Youthful, pithy and still quite tight, this barrel-fermented Chenin needs more time in bottle to show what it’s really capable of. Apple, citrus and pear flavours are complemented by stony minerality, some vanilla spice and a tangy, focused finish.
Even at its normal price, this fine-looking Italian white from the country’s boot heel is a total bargain, but at £6 it shoudl ahve people queueing out of the door. Blending the local Verdeca grape (not the same thing as Verdejo) with 2.5% each of Sauvignon Blanc and Malvasia, it’s a tangy, crunchy thirstquencher with flavours of pear and orange zest and lovely texture.
Montsant is not as famous as neighbouring Priorat, but generally offers much better value. Blending Garnacha and Carignan, this isn’t short of alcohol (we’re close to the Med after all), but it has plenty of spice, plum and bramble fruit concentration and stony minerality for balance. In summer, it would make a great barbecue red. Right now, try it with winter stew.
Spain has grubbed up a depressing amount of its Garnacha plantings in the last 20 years, but the grape is still capable of great things, even at this sort of very affordable price. Hailing from the high altitude Grelos Mountains near Madrid, this is a remarkably fresh, refined wine that nods towards Pinot Noir and Cinsault in style. Tangy acidity, raspberry and redcurrant fruit and a long refreshing finish are complemented by silky tannins. Stunning value.
Made by the Perrin family, who also make the world-famous Château de Beaucastel in Châteauneuf-du-Pape, this is one serious southern Rhône blend for less than £9. Inky, brambly and well structured with notes of liquorice and thyme, it’s a classic, unoaked Syrah/Grenache blend.
Consistently among the best value whites in the Aldi range (and that’s a high bar to clear), this Jura fizz is frothy and tangy, showing notes of pear tart, a hint of brioche and the structure and acidity you expect from cool climate Chardonnay.
If you’re looking for an easy drinking pink to quaff over the next few weeks, this pale rosé made from “typical Tuscan varieties” is a snip at under £7 (as long as you buy five other bottles at Majestic). There’s a spicy, wild herb-like note to the raspberry fruit that’s backed up by a nip of tannin.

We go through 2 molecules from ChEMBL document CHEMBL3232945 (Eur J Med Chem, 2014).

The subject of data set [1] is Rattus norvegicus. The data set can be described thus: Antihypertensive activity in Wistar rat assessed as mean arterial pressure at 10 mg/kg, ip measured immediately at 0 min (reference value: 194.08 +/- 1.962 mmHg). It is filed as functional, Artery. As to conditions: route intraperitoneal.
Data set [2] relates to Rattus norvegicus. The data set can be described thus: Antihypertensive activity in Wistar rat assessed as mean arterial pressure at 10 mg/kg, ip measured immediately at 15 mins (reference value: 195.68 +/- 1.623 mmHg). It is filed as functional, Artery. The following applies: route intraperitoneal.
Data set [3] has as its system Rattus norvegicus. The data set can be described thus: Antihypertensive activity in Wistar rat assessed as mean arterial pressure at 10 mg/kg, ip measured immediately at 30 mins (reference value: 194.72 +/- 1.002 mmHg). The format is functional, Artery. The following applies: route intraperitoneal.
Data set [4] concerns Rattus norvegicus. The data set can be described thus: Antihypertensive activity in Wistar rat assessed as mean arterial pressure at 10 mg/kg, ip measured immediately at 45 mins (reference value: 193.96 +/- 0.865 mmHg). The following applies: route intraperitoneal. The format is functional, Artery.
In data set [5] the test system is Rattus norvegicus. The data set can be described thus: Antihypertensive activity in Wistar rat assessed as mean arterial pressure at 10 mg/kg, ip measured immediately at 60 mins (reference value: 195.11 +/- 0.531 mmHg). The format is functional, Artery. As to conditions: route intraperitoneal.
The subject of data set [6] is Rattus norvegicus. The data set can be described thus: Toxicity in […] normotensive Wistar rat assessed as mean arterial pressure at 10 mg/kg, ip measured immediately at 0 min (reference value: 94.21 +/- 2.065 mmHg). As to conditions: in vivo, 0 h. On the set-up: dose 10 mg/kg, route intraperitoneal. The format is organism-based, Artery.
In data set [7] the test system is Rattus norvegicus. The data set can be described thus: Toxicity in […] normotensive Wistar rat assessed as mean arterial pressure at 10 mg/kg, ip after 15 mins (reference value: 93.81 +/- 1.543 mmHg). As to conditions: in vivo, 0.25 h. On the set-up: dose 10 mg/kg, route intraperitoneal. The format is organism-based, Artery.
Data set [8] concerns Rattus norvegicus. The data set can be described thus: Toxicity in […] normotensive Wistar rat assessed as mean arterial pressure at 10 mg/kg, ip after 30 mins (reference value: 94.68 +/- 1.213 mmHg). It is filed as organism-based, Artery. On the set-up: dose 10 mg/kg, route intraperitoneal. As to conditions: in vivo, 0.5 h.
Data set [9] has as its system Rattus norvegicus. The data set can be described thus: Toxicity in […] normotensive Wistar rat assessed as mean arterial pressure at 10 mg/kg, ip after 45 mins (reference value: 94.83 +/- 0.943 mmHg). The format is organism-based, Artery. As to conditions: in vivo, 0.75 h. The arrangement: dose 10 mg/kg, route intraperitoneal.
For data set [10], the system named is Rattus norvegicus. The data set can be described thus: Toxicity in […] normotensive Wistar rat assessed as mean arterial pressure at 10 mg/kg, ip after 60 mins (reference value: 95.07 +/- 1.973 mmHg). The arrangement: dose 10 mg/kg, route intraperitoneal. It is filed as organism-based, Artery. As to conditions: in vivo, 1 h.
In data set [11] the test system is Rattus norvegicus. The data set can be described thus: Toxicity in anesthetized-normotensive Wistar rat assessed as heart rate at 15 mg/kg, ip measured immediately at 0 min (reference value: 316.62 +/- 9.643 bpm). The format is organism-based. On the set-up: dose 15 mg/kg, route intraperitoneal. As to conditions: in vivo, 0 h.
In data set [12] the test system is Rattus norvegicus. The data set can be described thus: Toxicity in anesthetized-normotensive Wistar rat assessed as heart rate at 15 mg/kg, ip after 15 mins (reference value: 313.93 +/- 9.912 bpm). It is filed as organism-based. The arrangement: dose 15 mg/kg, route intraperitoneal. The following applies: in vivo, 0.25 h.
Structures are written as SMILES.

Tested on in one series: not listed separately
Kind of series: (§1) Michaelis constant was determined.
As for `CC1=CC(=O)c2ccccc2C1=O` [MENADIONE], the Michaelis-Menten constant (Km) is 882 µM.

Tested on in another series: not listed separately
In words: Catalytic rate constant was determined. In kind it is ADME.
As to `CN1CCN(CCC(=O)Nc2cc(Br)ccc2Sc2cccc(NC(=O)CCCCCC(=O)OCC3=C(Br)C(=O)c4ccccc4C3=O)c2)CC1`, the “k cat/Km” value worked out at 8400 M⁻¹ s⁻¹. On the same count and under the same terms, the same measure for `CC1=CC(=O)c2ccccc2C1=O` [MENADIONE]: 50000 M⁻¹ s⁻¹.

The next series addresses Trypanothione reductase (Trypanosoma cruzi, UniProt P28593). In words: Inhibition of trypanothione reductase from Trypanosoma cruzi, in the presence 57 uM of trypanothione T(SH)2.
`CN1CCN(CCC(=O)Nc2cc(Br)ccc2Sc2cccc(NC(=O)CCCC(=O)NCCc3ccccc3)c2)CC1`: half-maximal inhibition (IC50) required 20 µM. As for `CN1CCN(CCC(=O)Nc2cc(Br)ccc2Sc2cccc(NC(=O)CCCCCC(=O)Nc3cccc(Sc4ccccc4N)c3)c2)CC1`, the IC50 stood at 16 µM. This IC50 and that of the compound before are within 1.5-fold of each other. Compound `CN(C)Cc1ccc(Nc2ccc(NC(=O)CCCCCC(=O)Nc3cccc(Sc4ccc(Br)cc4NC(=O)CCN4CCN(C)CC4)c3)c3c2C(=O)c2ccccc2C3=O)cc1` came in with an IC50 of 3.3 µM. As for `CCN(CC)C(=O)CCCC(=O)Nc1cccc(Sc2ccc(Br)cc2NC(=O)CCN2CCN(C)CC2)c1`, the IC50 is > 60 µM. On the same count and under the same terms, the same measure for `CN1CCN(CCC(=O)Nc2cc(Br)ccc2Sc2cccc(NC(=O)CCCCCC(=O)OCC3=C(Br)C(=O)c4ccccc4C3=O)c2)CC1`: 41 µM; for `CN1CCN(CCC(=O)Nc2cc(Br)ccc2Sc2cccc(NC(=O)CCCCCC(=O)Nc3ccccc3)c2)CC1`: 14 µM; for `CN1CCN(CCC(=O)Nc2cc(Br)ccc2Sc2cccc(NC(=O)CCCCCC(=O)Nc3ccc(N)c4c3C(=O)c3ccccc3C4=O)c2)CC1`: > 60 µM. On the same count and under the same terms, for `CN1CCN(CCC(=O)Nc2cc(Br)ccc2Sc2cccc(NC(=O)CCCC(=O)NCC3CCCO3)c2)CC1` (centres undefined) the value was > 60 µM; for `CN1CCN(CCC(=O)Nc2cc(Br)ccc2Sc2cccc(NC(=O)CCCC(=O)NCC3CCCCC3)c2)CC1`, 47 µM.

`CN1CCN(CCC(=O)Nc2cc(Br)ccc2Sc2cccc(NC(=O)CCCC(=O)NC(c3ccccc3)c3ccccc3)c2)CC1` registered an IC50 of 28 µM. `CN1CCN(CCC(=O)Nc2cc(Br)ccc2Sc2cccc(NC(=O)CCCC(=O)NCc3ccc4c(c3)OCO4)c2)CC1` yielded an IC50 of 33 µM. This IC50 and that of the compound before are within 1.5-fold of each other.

Less sweet than many commercial Ripasso bottlings – and none the worse for that – this is also showing a bit of bottle-aged complexity, combining notes of plum, strawberry and fig, a nip of tannin and no obvious oak. The combination of fruit, acidity and residual sugar is very well handled here.
Is this the best value red in the high street at the moment? It’s certainly the best value Syrah in my view. Yesterday, it was presented with the “Best Red of Show” gong at the Languedoc Roussillon Top 100 Awards in London beating lots of more expensive wines. Wild thyme and rosemary notes, blackberry and bramble fruit, smooth tannins and enough perfume to keep your nostrils twitching for half an hour, this finishes with an intense, savoury flourish.
Is Loire Cabernet Franc finally getting the recognition it deserves, partly because of the rise in the grape’s fortunes elsewhere? If so, it’s about time. Where else can you find a wine as complex as this Chinon for under £9? It’s a classically grassy, refreshing red with no apparent oak and remarkable elegance and fruit purity. Drink it chilled, and drink lots of it.
Bellingham’s Roussanne is one of the few stand alone examples of the grape in South Africa, and it’s getting better with every vintage, showing impressive weight, texture and finesse. This deftly-oaked, full-bodied white is rich but not unctuous, with notes of baking spices, citrus and green tea, a hint of tropical fruit sweetness and a grippy, almost tannic finish that works really well with food.
Hard to beat for its sheer exuberance and gluggability, this is a brilliantly priced Argentinean Malbec with classic violet perfume, a touch of smoky oak and oodles of plum, blackberry and liquorice fruit. Made for a juicy steak, but this is smooth enough to work with spring lamb, too.